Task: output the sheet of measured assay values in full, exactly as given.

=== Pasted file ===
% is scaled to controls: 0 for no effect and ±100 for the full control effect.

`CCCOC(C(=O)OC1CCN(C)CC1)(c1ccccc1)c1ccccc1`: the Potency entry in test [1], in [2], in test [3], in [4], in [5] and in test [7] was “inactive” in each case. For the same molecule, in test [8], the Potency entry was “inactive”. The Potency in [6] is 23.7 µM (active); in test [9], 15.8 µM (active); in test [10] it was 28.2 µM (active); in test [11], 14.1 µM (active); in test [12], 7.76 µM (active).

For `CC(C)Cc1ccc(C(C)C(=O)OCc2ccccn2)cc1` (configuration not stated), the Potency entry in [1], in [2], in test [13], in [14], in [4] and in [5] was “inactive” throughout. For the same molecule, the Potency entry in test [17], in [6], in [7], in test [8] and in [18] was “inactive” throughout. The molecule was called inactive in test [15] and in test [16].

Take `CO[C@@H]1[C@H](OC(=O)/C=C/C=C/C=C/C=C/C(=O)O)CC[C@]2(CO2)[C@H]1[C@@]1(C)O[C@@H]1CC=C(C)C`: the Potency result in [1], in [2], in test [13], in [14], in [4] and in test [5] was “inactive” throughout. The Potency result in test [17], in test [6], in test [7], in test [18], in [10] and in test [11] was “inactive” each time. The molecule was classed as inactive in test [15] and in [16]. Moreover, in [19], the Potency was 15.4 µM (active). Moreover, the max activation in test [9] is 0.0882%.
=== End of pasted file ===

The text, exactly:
% is scaled to controls: 0 for no effect and ±100 for the full control effect.

`CCCOC(C(=O)OC1CCN(C)CC1)(c1ccccc1)c1ccccc1`: the Potency entry in test [1], in [2], in test [3], in [4], in [5] and in test [7] was “inactive” in each case. For the same molecule, in test [8], the Potency entry was “inactive”. The Potency in [6] is 23.7 µM (active); in test [9], 15.8 µM (active); in test [10] it was 28.2 µM (active); in test [11], 14.1 µM (active); in test [12], 7.76 µM (active).

For `CC(C)Cc1ccc(C(C)C(=O)OCc2ccccn2)cc1` (configuration not stated), the Potency entry in [1], in [2], in test [13], in [14], in [4] and in [5] was “inactive” throughout. For the same molecule, the Potency entry in test [17], in [6], in [7], in test [8] and in [18] was “inactive” throughout. The molecule was called inactive in test [15] and in test [16].

Take `CO[C@@H]1[C@H](OC(=O)/C=C/C=C/C=C/C=C/C(=O)O)CC[C@]2(CO2)[C@H]1[C@@]1(C)O[C@@H]1CC=C(C)C`: the Potency result in [1], in [2], in test [13], in [14], in [4] and in test [5] was “inactive” throughout. The Potency result in test [17], in test [6], in test [7], in test [18], in [10] and in test [11] was “inactive” each time. The molecule was classed as inactive in test [15] and in [16]. Moreover, in [19], the Potency was 15.4 µM (active). Moreover, the max activation in test [9] is 0.0882%.